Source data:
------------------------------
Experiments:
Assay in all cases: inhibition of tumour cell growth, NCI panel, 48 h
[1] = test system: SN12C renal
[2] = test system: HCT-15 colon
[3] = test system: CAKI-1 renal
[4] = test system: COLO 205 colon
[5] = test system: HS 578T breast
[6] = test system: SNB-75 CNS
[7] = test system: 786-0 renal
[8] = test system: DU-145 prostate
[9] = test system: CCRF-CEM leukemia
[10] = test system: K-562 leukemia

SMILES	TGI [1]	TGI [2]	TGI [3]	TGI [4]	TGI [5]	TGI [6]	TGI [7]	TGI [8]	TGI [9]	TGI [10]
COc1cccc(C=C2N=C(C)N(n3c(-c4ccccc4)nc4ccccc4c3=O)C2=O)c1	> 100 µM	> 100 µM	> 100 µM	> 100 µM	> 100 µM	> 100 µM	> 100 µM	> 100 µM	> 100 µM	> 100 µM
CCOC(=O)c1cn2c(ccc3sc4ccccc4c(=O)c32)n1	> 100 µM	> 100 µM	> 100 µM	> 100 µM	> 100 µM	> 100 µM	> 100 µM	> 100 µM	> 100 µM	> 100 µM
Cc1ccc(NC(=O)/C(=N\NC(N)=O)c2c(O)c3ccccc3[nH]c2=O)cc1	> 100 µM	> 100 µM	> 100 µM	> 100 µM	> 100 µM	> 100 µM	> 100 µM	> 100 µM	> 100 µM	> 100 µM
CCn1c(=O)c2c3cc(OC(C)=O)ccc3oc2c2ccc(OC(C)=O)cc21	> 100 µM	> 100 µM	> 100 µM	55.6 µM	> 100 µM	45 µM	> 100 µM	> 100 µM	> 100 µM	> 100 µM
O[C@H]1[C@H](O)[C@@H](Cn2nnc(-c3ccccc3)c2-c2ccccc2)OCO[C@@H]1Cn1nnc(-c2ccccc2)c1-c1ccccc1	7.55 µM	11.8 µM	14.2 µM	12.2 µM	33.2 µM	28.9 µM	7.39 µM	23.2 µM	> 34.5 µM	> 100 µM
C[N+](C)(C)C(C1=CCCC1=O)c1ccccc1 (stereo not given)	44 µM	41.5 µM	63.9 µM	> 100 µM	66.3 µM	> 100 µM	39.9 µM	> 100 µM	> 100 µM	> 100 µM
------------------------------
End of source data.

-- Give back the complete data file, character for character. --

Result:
Experiments:
Assay in all cases: inhibition of tumour cell growth, NCI panel, 48 h
[1] = test system: SN12C renal
[2] = test system: HCT-15 colon
[3] = test system: CAKI-1 renal
[4] = test system: COLO 205 colon
[5] = test system: HS 578T breast
[6] = test system: SNB-75 CNS
[7] = test system: 786-0 renal
[8] = test system: DU-145 prostate
[9] = test system: CCRF-CEM leukemia
[10] = test system: K-562 leukemia

SMILES	TGI [1]	TGI [2]	TGI [3]	TGI [4]	TGI [5]	TGI [6]	TGI [7]	TGI [8]	TGI [9]	TGI [10]
COc1cccc(C=C2N=C(C)N(n3c(-c4ccccc4)nc4ccccc4c3=O)C2=O)c1	> 100 µM	> 100 µM	> 100 µM	> 100 µM	> 100 µM	> 100 µM	> 100 µM	> 100 µM	> 100 µM	> 100 µM
CCOC(=O)c1cn2c(ccc3sc4ccccc4c(=O)c32)n1	> 100 µM	> 100 µM	> 100 µM	> 100 µM	> 100 µM	> 100 µM	> 100 µM	> 100 µM	> 100 µM	> 100 µM
Cc1ccc(NC(=O)/C(=N\NC(N)=O)c2c(O)c3ccccc3[nH]c2=O)cc1	> 100 µM	> 100 µM	> 100 µM	> 100 µM	> 100 µM	> 100 µM	> 100 µM	> 100 µM	> 100 µM	> 100 µM
CCn1c(=O)c2c3cc(OC(C)=O)ccc3oc2c2ccc(OC(C)=O)cc21	> 100 µM	> 100 µM	> 100 µM	55.6 µM	> 100 µM	45 µM	> 100 µM	> 100 µM	> 100 µM	> 100 µM
O[C@H]1[C@H](O)[C@@H](Cn2nnc(-c3ccccc3)c2-c2ccccc2)OCO[C@@H]1Cn1nnc(-c2ccccc2)c1-c1ccccc1	7.55 µM	11.8 µM	14.2 µM	12.2 µM	33.2 µM	28.9 µM	7.39 µM	23.2 µM	> 34.5 µM	> 100 µM
C[N+](C)(C)C(C1=CCCC1=O)c1ccccc1 (stereo not given)	44 µM	41.5 µM	63.9 µM	> 100 µM	66.3 µM	> 100 µM	39.9 µM	> 100 µM	> 100 µM	> 100 µM